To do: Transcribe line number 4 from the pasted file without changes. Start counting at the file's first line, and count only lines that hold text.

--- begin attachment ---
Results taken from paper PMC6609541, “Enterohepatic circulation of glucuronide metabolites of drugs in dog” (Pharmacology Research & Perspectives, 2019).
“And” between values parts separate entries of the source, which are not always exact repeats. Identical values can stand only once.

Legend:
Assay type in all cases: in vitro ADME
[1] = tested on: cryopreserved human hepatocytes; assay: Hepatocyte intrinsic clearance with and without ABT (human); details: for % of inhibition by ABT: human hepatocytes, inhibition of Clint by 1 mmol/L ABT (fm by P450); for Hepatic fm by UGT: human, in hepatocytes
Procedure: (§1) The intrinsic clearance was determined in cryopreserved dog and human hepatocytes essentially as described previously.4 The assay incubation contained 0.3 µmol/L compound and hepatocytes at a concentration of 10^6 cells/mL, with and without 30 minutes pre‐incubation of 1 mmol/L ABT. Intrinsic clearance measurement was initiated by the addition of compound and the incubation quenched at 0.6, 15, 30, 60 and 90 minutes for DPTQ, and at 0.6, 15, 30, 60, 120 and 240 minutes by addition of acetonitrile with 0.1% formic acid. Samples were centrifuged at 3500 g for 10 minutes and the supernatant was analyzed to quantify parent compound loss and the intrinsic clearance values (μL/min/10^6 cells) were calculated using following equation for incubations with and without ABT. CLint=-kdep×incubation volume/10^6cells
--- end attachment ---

Assay type in all cases: in vitro ADME